On July 24, 2019 here in Virginia, Governor Ralph Northam announced more than $144,000 in Virginia Main Street grants for 12 projects. Downtown Investment Grants were awarded to the towns of Altavista, Blackstone, Orange, and St. Paul, and the cities of Hopewell and Staunton. Six Commercial District Affiliate grants were awarded to the towns of, Scottsville, Pulaski, South Hill, and Bowling Green and the city of Radford. Applications from the towns of Ashland, Halifax, Lawrenceville, and South Boston, and the cities of Franklin and Petersburg have been awarded technical services to complete proposed projects.
“Downtown revitalization, combined with the development of strong local entrepreneurial ecosystems, are important components of creating bustling commercial districts that attract residents and visitors alike,” said Governor Northam. “These grants and technical assistance will continue to transform our downtown communities, supporting our efforts to grow and diversify regional economies and helping our small and community-based businesses thrive.”
Downtown Investment Grants (DIG), administered by the Virginia Department of Housing and Community Development (DHCD), are for design and economic vitality projects targeting areas of specific need in historic downtown neighborhoods located in designated Virginia Main
Street communities. These grants are available to designated Main Street organizations to accelerate the economic revitalization of their downtown districts by helping implement innovative strategies, plans, and programs that create an environment for increased private investment.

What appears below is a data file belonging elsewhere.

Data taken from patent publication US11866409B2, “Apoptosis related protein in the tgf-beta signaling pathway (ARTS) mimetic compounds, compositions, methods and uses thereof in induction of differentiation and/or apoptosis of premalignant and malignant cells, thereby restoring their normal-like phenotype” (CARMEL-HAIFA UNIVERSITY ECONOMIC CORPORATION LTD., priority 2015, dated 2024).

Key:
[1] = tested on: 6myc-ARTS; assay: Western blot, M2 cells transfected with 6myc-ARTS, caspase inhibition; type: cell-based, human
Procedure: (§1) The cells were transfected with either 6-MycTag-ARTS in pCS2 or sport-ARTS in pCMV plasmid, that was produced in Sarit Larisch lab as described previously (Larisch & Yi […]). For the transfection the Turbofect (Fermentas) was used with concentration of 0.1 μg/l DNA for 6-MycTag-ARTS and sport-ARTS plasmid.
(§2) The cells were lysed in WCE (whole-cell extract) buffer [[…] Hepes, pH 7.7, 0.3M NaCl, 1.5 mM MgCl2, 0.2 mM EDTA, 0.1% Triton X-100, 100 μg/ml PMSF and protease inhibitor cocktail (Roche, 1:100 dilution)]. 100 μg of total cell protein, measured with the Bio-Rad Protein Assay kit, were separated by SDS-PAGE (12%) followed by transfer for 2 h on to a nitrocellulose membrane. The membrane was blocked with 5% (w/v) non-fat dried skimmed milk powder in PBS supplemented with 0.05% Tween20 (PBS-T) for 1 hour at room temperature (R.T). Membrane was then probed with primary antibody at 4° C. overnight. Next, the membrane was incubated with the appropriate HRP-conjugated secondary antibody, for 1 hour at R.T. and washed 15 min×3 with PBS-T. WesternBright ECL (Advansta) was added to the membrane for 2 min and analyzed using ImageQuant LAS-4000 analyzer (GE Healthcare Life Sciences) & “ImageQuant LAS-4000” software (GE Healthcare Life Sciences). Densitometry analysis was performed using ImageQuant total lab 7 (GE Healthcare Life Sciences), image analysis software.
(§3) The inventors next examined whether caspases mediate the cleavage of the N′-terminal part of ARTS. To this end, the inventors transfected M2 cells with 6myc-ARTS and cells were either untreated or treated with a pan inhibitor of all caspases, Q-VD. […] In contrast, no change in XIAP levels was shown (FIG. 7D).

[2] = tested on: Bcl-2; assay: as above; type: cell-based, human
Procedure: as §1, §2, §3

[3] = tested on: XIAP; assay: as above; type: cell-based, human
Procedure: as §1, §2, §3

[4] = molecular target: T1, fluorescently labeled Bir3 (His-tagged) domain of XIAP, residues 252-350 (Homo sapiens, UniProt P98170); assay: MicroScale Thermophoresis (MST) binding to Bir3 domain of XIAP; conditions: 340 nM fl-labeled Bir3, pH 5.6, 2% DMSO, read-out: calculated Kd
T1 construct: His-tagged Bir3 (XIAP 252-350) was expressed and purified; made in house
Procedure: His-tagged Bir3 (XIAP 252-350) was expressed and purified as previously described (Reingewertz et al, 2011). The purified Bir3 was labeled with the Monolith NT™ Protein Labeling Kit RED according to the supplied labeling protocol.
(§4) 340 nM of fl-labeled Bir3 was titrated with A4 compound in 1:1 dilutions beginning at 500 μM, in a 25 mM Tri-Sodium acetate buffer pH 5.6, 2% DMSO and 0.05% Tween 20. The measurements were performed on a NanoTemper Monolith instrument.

Commercial District Affiliate grants, administered by DHCD, are for projects targeting areas of specific need in historic commercial neighborhoods located in more than 90 Virginia Main Street affiliate communities. These grants are available to communities and organizations to accelerate the economic revitalization of their downtown districts by helping build organizational capacity or fund design projects that create an environment for increased private investment.
“In the last five years, designated Main Street communities have sparked more than $406 million in private investment in their districts,” said Secretary of Commerce and Trade Brian Ball. “Attracting private investment continues to be a goal for all of our Main Street communities, and through this funding, we are encouraging new investment in the community and creating sustainable downtowns for all to enjoy.”
In 1985, DHCD adopted the Main Street program for Virginia to help prevent downtown districts across the Commonwealth from economic decline. This unique program is Virginia’s state coordinating program for Main Street America, which works to re-energize economic development of downtown communities while utilizing their cultural assets and character. This is further accomplished by pooling the resources of their local civic and business leaders who are determined to bring their Main Street communities back to life. The Virginia Main Street program comprises 26 designated communities and more than 90 Commercial District Affiliates throughout Virginia.
Photo of downtown Staunton, Virginia (one of the grant winners) at night by Storm Cunningham.